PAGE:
VANCOUVER – It lacked the striking visual drama and powerful aura of history conveyed by last summer’s two-day protest by National Hockey League players who used their Stanley Cup Playoffs stage to shine a spotlight on systemic racism.
But the league’s postponement Friday of the Vancouver Canucks’ return from the most dangerous COVID-19 outbreak of the pandemic season was another example of players driving change.
A difference from last summer, when players from all four teams remaining in the Western Conference playoff bubble literally stood in solidarity with Ryan Reaves of the Vegas Golden Knights, is that there is a lot of unhappiness from opponents regarding the Canucks.
The frustration is not only over ever-changing schedules that affect others in the Canadian division during the playoff race, but a sense that the Canucks organization hasn’t taken responsibility for a player breaking “strongly recommended” NHL guidelines by dining out in public and then passing the coronavirus to teammates who may or may not have been adhering to other safety measures such as basic mask-wearing.
But while it’s easy to say that someone who has lung cancer should never have smoked, the cause of illness cannot lessen the thoroughness and compassion of the treatment.
Whatever the cause of the Canucks’ outbreak, COVID-19’s decimation of the roster was swift and inarguable. It became clear this week that it was impossible for the team to safely begin after a single practice and three weeks of inactivity a revised schedule of 19 games in 31 days.
The Canucks decided Thursday morning to keep their arena closed to the media, so reporters couldn’t see if that one “full practice” even occurred as players emerging from COVID protocol also underwent medical and physical screening.
But the NHL, which initially refused a team request to delay the Canucks’ resumption of play, postponed Friday’s home game against the Edmonton Oilers about two hours before the visiting team was supposed to fly to Vancouver.
This official announcement was immediately followed by reports that Saturday’s game against the Toronto Maple Leafs would also be postponed. As of late Thursday afternoon, there was no word from the NHL whether the Canucks and Leafs would play only their other scheduled game on Monday or make up Saturday’s game on Sunday and play twice.
Either way, the Canucks would get at least another couple of the days – Friday and Saturday – to test their legs and lungs amid their ongoing battle to recover from the coronavirus. This extra time is all players wanted.
The Canucks never actually threatened not to play Friday; they just needed winger J.T. Miller to be his blunt, discomforting, honest self when he spoke to reporters on Wednesday and said the revised schedule was “dangerous” and the NHL’s goal of making player safety the top priority was “almost impossible to achieve with what they have asked us to do here on our return.”
Like his team, Miller is an unsympathetic figure among opponents.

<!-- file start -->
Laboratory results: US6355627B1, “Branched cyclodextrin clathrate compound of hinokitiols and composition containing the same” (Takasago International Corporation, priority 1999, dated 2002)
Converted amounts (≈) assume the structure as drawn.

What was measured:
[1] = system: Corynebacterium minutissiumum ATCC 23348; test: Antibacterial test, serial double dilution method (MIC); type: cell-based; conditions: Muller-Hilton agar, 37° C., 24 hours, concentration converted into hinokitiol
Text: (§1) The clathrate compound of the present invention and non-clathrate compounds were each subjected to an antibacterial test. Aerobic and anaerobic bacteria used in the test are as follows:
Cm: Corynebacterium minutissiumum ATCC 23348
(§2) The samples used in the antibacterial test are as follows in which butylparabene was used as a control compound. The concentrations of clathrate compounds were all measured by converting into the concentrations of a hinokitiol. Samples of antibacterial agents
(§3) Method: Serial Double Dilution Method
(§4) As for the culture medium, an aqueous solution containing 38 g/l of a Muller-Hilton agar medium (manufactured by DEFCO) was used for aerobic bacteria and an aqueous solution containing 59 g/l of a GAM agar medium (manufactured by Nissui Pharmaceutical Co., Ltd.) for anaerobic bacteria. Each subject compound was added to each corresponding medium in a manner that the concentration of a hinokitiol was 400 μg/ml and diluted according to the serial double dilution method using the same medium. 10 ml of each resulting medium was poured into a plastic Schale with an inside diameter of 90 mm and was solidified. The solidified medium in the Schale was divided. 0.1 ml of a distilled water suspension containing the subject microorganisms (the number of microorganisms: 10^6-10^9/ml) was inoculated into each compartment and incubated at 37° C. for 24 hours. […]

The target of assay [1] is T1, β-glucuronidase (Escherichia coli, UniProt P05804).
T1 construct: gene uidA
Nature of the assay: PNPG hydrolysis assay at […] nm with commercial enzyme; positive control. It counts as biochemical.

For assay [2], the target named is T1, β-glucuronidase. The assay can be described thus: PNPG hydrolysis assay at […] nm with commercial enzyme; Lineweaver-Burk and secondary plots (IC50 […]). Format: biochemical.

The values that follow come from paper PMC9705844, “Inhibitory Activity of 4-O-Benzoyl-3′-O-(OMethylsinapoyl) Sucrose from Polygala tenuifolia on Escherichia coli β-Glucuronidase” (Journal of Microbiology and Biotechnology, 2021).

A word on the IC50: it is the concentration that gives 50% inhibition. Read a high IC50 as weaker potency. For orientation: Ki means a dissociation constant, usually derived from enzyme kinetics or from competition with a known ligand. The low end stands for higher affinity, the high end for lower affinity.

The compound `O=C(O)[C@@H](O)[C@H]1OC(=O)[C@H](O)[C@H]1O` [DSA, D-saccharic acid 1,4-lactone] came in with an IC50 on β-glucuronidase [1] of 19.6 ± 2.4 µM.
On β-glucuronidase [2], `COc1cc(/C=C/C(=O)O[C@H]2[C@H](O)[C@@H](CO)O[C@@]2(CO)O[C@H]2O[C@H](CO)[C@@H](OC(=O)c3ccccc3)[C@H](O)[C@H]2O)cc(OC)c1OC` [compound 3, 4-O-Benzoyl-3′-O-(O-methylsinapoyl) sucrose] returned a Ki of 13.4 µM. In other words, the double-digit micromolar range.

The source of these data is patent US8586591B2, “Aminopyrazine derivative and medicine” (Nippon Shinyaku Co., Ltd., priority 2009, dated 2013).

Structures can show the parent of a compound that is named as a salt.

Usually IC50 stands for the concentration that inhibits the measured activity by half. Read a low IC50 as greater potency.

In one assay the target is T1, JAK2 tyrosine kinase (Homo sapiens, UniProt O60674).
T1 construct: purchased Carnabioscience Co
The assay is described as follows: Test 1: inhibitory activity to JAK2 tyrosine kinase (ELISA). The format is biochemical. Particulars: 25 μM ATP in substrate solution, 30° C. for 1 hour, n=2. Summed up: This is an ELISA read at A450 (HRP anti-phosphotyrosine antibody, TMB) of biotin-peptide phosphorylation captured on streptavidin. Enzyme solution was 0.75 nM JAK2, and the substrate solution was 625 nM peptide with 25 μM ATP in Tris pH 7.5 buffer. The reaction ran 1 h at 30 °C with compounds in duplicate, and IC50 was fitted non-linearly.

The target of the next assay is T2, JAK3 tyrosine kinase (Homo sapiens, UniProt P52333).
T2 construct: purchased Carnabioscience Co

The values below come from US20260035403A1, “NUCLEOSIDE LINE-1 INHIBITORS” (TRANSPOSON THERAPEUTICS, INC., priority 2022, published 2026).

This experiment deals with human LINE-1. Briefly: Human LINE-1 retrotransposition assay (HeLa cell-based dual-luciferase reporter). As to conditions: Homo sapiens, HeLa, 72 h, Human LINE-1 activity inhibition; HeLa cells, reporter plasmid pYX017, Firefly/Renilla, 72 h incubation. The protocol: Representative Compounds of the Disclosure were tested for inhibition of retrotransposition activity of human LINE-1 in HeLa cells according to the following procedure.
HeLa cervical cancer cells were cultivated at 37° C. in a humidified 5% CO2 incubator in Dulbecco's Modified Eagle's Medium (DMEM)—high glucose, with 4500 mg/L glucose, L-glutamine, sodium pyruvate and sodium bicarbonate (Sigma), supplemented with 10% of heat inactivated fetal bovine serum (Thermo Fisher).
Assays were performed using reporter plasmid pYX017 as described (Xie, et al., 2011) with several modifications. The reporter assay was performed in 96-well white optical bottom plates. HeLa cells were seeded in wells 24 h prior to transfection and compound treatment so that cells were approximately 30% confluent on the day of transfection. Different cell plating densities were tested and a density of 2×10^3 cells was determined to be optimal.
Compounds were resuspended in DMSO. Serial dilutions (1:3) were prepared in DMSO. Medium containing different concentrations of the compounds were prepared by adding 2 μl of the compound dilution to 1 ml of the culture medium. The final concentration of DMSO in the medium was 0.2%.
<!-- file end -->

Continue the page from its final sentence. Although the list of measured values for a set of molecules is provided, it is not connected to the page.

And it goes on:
But it was impossible to question the sincerity and logic in his assertions, which generated national attention and elevated the issue of his teammates’ well-being against the obvious financial interests of the NHL, its Players’ Association and, yes, Canucks ownership in completing a 56-game season.
Miller said: “This is a very extreme scenario, and it's dangerous to a lot of our players, so I want to make sure that our priorities are in the right spot.”
The NHLPA held a conference call Wednesday night with Canucks players to hear their concerns.
None of the return-to-play protocols that the NHL and PA agreed to before this season were changed on Thursday. Players still need to pass the same cardiac screening and progress through several stages of physical exertion so that no one goes straight from the league’s COVID list and into an NHL game.
What changed Thursday is that the players were heard.
A few contacted by Sportsnet described the additional preparation time before facing the Maple Leafs as “huge.” Not surprisingly, after Wednesday’s Miller bomb, none was made available to the media to speak on the record.
NHL deputy commissioner Bill Daly noted in an email to Sportsnet in the early days of the outbreak that “there’s never a one-size-fits-all solution.”
In the early-season outbreaks most closely resembling the one in Vancouver, the Buffalo Sabres and New Jersey Devils each went two weeks between games and upon their return were given revised schedules that looked remarkably similar in their first month to that of the Canucks.
But there are a couple of key differences. The NHL is now in its sprint to the finish line, the pace and intensity of the competition organically higher than it was when inactive New Jersey and Buffalo players returned one month into the season. And the Canucks’ outbreak was worsened by COVID-19’s P.1 variant, which general manager Jim Benning confirmed Thursday to The Province newspaper. Variants were not around much in North America when the season started in January but are now driving a massive third wave in Canada. The long-term effects of P.1, which originated in Brazil, are less known and thus less predictable than the original strain of COVID-19.
One size doesn’t fit all. The Canucks got sicker than any team this season. Whatever mistakes caused it should not dictate the safety of their return.
Players needed a little more time to recover, and the NHL gave it to them. As it should.